After investing in upgrades to its GAC, the city today is removing PFOA and PFOS to levels below the EPA’s health advisory. Now working with Carollo Engineers, Tucson Water is looking to design a new permanent facility that would add more efficient GAC capabilities.

Fulfilling Its Mission

For more than 25 years, the City of Tucson and other stakeholders, such as its Unified Community Advisory Board (UCAB) for community engagement, have been working closely to resolve issues related to the cleanup process at the TARP site.

Biggs says that while the operation is ongoing, it demonstrates a long-term project undertaken by a water utility to do whatever it takes to ensure safe drinking water requirements are met for the public, despite financing uncertainties.

“I think this shows that – as a drinking water utility – we knew what we had to do, and we went out and did it. And then afterwards, you reach for the money from the entity responsible for the contamination,” he says, adding that this is the approach the city is again taking to address PFOA and PFOS contamination.

Tucson Water reports that the water being produced by the TARP and AOP treatment facilities continues to meet all federal drinking water standards and is safe for drinking, cooking and bathing. Tucson Water performs thousands of tests each year on water samples from across its service area and reports the results to customers, elected officials and the Arizona Department of Environmental Quality.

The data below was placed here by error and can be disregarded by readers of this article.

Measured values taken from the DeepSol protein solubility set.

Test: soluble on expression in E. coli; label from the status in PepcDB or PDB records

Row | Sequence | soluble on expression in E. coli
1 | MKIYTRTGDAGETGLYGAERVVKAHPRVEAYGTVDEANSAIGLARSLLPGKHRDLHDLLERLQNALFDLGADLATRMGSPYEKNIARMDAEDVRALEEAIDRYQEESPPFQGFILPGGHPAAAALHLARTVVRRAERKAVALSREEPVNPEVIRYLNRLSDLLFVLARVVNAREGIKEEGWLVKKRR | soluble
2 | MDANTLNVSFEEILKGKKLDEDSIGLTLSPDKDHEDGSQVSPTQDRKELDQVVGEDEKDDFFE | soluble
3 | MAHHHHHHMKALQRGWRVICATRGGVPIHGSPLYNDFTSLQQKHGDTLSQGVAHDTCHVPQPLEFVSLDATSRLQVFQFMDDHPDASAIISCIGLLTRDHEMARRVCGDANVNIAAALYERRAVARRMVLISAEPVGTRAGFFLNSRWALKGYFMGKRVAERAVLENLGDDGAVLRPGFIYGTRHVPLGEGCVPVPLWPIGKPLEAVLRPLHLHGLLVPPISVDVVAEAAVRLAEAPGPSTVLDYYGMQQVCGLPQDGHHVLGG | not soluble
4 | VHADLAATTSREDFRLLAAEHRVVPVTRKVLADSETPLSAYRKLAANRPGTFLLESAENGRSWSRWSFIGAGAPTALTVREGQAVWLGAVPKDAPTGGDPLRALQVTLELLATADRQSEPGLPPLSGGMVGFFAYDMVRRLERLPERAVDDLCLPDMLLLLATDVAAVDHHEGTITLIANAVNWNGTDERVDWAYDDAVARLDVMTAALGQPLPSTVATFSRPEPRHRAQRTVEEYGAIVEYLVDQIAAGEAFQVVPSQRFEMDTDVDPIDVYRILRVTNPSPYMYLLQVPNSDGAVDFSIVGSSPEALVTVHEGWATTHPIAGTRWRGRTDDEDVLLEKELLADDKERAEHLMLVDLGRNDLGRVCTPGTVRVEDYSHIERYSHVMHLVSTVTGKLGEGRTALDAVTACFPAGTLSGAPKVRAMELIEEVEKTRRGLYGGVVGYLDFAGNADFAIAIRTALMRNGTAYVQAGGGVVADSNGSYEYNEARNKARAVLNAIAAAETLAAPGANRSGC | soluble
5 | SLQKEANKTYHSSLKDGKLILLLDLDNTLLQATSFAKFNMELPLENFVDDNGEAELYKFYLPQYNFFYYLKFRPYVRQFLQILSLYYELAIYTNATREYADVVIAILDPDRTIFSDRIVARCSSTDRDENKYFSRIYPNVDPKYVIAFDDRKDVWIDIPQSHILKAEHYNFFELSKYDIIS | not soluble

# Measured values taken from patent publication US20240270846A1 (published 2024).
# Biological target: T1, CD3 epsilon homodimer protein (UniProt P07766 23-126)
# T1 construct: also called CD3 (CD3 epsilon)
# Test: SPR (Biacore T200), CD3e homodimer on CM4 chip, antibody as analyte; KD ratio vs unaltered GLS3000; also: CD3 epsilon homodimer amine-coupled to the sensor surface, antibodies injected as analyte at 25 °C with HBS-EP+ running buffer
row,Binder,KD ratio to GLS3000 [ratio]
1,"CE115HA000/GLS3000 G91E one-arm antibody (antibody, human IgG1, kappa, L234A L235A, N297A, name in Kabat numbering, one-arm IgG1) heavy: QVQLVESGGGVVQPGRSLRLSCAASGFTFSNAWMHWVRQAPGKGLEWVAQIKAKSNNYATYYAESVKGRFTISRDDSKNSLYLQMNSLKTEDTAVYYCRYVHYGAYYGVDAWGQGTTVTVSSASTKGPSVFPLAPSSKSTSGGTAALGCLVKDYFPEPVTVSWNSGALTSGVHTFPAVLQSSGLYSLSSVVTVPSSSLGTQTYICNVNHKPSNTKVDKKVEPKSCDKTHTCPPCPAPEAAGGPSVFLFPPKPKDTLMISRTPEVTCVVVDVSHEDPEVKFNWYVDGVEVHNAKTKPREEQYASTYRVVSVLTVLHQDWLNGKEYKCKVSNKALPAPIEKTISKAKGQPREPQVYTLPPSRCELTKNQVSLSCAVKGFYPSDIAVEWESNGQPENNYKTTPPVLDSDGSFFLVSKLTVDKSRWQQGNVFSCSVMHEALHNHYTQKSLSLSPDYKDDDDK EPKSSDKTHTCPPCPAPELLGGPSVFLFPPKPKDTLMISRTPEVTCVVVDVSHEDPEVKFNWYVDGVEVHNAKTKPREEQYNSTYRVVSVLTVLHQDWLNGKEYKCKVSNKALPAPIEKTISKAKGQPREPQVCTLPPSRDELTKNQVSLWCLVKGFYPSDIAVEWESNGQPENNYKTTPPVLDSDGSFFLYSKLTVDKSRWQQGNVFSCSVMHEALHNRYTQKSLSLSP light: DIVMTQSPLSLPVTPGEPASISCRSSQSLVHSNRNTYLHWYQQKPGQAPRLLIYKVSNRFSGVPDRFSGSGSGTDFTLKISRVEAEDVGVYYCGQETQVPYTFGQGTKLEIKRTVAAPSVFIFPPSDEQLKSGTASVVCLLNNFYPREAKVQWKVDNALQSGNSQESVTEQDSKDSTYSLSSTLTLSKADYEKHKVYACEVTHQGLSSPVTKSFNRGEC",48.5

Since 1994, the city has completed the remediation of 51.3 billion gallons of groundwater and the removal of 5,625 lbs. of TCE. Since 2014, it has removed 115 lbs. of 1,4-dioxane and significantly decreased the overall TCE and 1,4-dioxane contamination at the TARP site. In 2015, Tucson Water’s AOP Water Treatment Facility was awarded the Grand Prize in Design from the American Academy of Environmental Engineers and Scientists, among several other accolades.


Andrew Farr is the managing editor of Water Finance & Management, published by Benjamin Media in Cleveland, Ohio. He has covered the water sector in North America for eight years and also covers the North American trenchless construction industry for sister publications Trenchless Technology and NASTT’s Trenchless Today.

Leave a Reply

Your email address will not be published.

*